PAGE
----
President Barack Obama met at the White House with his Colombian counterpart Alvaro Uribe June 29. In comments after this initial meeting between the two heads of state, Obama emphasized his commitment to move ahead with a Free Trade Agreement with the Andean nation which is the hemisphere’s worst human rights abuser.
“I have instructed Ambassador [Ron] Kirk, our US trade representative, to begin working closely with President Uribe’s team on how we can proceed on a free trade agreement,” Obama said. “There are obvious difficulties involved in the process and there remains work to do, but I’m confident that ultimately we can strike a deal that is good for the people of Colombia and good for the people of the United States.”
Obama commended Uribe on what he called progress toward human rights in Colombia, including his handling of the assassination of labor leaders. He said there have been “improvements when it comes to prosecution of those who are carrying out these blatant human rights offenses.”
“Along those same lines, we obviously think that the steps that have already been made on issues like extrajudicial killings and illegal surveillance, that it is important that Colombia pursue a path of rule of law and transparency, and I know that that is something that President Uribe is committed to doing,” Obama said. (UPI, June 29)
In his own comments to the press, Uribe said: “We are open, we are very receptive to receive any advise, any suggestion that help us see how we can get to our goal of zero violations of human rights in Colombia.” He acknowledged that his armed forces must recognize “we need credibility for the Democratic Security Policy.” (Colombia Presidency press release, June 29)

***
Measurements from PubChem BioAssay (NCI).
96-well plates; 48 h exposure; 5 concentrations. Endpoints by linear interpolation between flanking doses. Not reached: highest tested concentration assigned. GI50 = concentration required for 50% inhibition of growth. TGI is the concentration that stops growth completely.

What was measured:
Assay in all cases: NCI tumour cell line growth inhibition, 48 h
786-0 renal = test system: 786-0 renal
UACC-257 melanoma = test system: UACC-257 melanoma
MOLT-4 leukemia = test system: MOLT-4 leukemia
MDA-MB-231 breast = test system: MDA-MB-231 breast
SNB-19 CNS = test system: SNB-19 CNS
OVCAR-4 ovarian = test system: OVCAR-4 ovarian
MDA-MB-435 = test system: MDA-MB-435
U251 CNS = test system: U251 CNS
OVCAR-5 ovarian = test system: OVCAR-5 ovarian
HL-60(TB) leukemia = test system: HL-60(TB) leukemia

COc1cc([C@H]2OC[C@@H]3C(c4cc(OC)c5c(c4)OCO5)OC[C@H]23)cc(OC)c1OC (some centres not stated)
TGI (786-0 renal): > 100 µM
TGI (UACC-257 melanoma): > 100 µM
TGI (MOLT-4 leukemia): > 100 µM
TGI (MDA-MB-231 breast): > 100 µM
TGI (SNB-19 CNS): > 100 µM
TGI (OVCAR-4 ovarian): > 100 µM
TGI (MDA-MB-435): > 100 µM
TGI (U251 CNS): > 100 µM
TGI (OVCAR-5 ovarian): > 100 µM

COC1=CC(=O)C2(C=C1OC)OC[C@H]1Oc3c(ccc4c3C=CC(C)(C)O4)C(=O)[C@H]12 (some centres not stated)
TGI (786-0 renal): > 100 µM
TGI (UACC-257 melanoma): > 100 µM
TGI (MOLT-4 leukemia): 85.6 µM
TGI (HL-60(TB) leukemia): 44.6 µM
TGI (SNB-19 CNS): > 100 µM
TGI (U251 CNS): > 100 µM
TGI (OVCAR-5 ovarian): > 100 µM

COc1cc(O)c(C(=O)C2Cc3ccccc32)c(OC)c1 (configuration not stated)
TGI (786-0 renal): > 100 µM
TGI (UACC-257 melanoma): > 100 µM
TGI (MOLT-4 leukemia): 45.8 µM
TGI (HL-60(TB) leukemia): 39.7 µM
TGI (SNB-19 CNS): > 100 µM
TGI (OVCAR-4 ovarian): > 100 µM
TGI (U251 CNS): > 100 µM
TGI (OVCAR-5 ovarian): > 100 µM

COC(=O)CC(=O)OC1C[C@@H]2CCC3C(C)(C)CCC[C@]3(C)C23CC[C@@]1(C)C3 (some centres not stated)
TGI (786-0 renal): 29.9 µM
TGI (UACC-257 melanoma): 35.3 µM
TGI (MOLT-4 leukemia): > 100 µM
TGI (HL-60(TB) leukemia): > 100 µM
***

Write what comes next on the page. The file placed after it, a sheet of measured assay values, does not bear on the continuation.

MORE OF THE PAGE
In an open letter to Obama issued June 26, Human Rights Watch urged him to take Uribe to task for the re-armament of right-wing paramilitary groups in Colombia:
We urge you to make clear to President Uribe that the United States views these new groups as a serious threat to security, human rights, and democracy in Colombia, which must be confronted just as vigorously as the FARC.
Questioned by a reporter about the human rights issue just before the meeting, White House Press Secretary Robert Gibbs said:
Look, I think today’s meeting will mark the continued strong relationship between the United States and Colombia. We hope that the meeting represents a deeper cooperation with an important ally. But I think part of that cooperation, part of that friendship, and part of that relationship is bringing up when you disagree, particularly on human rights. And I know that will be a topic of today’s meeting.